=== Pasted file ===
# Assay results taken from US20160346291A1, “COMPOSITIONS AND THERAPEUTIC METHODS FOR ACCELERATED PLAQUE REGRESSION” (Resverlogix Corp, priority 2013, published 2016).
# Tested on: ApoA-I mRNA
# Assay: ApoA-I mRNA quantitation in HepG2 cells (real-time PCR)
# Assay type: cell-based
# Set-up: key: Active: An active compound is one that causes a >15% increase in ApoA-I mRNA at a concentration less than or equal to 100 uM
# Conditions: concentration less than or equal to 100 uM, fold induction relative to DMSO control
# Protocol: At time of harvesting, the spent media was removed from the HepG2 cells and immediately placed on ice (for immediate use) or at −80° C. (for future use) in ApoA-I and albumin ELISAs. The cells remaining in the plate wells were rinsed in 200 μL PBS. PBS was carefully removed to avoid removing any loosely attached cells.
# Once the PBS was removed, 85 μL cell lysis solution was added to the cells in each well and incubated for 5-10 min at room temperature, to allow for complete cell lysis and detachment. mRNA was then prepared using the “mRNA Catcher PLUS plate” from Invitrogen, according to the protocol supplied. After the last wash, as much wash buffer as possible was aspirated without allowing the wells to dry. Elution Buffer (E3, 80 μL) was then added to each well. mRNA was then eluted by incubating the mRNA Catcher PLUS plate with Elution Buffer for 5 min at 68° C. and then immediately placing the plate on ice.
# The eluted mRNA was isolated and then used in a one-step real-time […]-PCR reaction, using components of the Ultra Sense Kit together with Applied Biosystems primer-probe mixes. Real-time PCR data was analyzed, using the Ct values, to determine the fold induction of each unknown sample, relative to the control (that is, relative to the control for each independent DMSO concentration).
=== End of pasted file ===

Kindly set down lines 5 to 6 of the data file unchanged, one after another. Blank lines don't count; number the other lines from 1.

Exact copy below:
# Set-up: key: Active: An active compound is one that causes a >15% increase in ApoA-I mRNA at a concentration less than or equal to 100 uM
# Conditions: concentration less than or equal to 100 uM, fold induction relative to DMSO control